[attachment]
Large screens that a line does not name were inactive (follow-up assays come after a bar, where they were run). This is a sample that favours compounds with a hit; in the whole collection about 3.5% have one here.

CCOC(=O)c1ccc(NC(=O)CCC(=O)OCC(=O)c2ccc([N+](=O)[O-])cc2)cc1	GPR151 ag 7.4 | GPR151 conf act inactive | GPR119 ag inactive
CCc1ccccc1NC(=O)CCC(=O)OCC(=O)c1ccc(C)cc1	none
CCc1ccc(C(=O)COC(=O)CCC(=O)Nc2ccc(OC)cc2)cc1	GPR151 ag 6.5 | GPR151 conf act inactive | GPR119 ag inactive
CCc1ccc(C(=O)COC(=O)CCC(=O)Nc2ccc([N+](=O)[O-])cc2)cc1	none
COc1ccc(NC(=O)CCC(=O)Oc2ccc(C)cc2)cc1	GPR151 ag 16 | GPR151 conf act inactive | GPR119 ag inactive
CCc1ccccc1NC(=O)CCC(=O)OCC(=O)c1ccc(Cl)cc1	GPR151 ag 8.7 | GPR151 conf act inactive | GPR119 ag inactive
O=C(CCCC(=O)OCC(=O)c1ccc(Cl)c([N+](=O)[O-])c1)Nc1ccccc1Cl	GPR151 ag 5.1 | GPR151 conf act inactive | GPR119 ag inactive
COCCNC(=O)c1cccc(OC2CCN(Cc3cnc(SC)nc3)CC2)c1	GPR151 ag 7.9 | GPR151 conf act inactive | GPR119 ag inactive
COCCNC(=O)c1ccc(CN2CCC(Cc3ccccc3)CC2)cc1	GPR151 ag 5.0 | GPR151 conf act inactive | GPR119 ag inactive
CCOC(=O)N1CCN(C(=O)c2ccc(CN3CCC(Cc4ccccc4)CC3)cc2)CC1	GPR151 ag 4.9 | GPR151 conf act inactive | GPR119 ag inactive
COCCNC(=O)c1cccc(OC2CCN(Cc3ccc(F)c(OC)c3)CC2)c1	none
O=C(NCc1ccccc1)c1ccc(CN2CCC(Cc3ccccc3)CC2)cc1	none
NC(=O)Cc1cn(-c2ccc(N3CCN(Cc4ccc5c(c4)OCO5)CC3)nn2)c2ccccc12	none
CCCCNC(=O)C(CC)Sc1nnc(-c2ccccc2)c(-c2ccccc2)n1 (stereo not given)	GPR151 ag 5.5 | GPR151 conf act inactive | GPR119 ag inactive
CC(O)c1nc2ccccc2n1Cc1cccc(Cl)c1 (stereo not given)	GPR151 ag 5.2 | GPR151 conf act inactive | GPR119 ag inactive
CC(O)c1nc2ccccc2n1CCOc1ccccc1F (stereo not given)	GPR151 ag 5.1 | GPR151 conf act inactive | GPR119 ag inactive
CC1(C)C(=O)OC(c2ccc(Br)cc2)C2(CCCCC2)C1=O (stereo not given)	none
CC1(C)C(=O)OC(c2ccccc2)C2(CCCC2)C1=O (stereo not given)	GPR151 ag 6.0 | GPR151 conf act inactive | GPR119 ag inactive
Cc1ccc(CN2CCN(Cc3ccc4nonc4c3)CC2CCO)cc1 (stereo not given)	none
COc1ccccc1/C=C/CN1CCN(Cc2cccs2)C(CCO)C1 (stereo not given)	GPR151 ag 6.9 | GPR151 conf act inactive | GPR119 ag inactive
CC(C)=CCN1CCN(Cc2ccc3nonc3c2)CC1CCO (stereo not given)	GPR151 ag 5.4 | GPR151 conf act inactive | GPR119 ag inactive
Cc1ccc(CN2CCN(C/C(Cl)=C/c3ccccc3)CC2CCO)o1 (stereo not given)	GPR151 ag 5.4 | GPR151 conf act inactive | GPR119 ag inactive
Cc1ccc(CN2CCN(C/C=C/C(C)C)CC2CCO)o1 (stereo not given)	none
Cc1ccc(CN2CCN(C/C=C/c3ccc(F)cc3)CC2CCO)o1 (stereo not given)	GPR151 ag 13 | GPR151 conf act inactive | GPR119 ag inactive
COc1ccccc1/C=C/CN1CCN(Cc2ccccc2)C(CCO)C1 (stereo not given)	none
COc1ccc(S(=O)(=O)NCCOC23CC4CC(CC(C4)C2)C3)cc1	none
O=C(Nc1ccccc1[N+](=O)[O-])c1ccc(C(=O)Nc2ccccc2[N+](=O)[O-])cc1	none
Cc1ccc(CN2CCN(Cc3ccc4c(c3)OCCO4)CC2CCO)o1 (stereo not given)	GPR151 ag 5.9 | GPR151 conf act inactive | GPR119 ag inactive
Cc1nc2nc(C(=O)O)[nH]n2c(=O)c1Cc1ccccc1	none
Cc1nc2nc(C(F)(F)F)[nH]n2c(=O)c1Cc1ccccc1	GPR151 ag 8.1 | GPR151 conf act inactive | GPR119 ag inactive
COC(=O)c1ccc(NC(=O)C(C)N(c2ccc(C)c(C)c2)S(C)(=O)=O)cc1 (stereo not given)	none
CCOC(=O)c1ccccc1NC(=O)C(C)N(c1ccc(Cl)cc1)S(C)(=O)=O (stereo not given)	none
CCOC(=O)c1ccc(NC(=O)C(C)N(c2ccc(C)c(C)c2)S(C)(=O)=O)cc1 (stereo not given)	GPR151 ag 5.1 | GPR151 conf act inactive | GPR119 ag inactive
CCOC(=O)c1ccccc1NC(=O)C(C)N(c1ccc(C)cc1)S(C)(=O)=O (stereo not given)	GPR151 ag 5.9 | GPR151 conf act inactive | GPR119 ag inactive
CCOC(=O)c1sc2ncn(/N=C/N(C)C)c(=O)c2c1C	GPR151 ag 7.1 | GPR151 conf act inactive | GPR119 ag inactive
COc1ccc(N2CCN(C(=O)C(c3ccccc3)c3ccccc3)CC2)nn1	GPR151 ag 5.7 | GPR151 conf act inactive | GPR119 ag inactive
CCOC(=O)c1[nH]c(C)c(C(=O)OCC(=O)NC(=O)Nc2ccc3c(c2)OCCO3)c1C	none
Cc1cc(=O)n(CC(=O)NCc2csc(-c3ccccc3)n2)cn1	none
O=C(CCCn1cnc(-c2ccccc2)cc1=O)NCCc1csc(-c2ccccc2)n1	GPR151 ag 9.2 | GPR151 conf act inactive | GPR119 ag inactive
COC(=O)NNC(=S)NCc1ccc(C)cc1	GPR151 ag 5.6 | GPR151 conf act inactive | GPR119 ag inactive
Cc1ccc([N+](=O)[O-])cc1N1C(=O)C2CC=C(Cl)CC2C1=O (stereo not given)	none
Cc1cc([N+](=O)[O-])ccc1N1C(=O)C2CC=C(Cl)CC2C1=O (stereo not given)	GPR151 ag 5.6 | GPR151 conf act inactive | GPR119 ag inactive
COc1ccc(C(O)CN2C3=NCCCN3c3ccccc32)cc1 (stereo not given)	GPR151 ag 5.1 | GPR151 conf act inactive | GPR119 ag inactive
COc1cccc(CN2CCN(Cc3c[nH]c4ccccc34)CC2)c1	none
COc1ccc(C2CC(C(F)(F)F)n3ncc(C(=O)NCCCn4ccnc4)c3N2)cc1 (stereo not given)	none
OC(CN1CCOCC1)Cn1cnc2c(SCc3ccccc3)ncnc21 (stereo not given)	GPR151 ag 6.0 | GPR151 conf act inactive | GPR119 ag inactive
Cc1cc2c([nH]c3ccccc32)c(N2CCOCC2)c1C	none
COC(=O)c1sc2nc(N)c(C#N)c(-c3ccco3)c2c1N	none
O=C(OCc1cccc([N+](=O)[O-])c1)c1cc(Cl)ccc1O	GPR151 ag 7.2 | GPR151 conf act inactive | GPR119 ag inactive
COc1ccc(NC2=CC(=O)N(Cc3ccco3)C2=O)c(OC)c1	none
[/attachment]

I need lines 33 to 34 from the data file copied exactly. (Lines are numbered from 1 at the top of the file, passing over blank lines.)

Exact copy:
CCOC(=O)c1ccccc1NC(=O)C(C)N(c1ccc(Cl)cc1)S(C)(=O)=O (stereo not given)	none
CCOC(=O)c1ccc(NC(=O)C(C)N(c2ccc(C)c(C)c2)S(C)(=O)=O)cc1 (stereo not given)	GPR151 ag 5.1 | GPR151 conf act inactive | GPR119 ag inactive